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wondered if this person lives here year-round or if this is a vacation home ~ 5.23.15 ~ Hardangervidda, Norway
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5.23.15 ~ Hardangervidda, Norway
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5.23.15 ~ Hardangervidda, Norway
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5.23.15 ~ Hardangervidda, Norway
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5.23.15 ~ Hardangervidda, Norway
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5.23.15 ~ Hardangervidda, Norway
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5.23.15 ~ Hardangervidda, Norway
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5.23.15 ~ Hardangervidda, Norway
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5.23.15 ~ Hardangervidda, Norway
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5.23.15 ~ Hardangervidda, Norway
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5.23.15 ~ Hardangervidda, Norway
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one of my favorite shots ~ 5.23.15 ~ Hardangervidda, Norway
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trying to imagine living here ~ 5.23.15 ~ Hardangervidda, Norway
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turf roofs ~ 5.23.15 ~ Hardangervidda, Norway
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5.23.15 ~ Hardangervidda, Norway
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5.23.15 ~ Hardangervidda, Norway
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look how deep the snow is on the sides of the plowed road ~ 5.23.15 ~ Hardangervidda, Norway
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there was some amazing snowlight ~ 5.23.15 ~ Hardangervidda, Norway
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snowed in? ~ 5.23.15 ~ Hardangervidda, Norway
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5.23.15 ~ Hardangervidda, Norway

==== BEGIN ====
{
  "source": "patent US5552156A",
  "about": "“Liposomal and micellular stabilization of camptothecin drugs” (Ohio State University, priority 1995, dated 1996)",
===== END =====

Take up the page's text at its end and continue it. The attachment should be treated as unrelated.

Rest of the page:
As dreamy as the scenery was, when we got off the train at Myrdal Station it was startlingly COLD!!! Fortunately we didn’t have to wait too long for the next train.

Next stop: Flåm Railway from Myrdal to Flåm.

one morning

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“Fjord in Norway” by Lev Lagorio

It is that dream we carry
that something miraculous will happen
that it must happen –
that time will open
that the heart will open
that doors will open
and that the rock face will open
that springs will gush forth –
that the dream will open
and that one morning we’ll glide in
to a harbour we didn’t know was there.
~ Olav H. Hauge
(The Dream We Carry: Selected & Last Poems of Olav Hauge)

shelter of the dark

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“The Dream” by Odilon Redon

The world rests in the night. Trees, mountains, fields, and faces are released from the prison of shape and the burden of exposure. Each thing creeps back into its own nature within the shelter of the dark. Darkness is the ancient womb. Nighttime is womb-time. Our souls come out to play. The darkness absolves everything; the struggle for identity and impression falls away. We rest in the night.
~ John O’Donohue
(Anam Cara: A Book of Celtic Wisdom)

For some reason I’ve been sleeping very well this winter. After the excitement of the holidays drifted away the days now seem very peaceful, the nights long and restful, and my dreams full of sweetness. Perhaps I am creeping back into my own nature. I’ve been “pruning” my family tree by day because it needs a lot of editing every once in a while.

A few Alberta clippers (fast moving snowstorms that seem to originate in Alberta, Canada) have passed through, leaving delightful snow flurries and light coatings of powdery snow. The bitter cold snaps have been more remarkable. The lowest temperature we’ve had here by the shore so far was 2°F (-17°C). Inland has been much colder. Today I will start putting away the solstice decorations. It would be nice to have at least one big snowstorm, a nor’easter, this winter…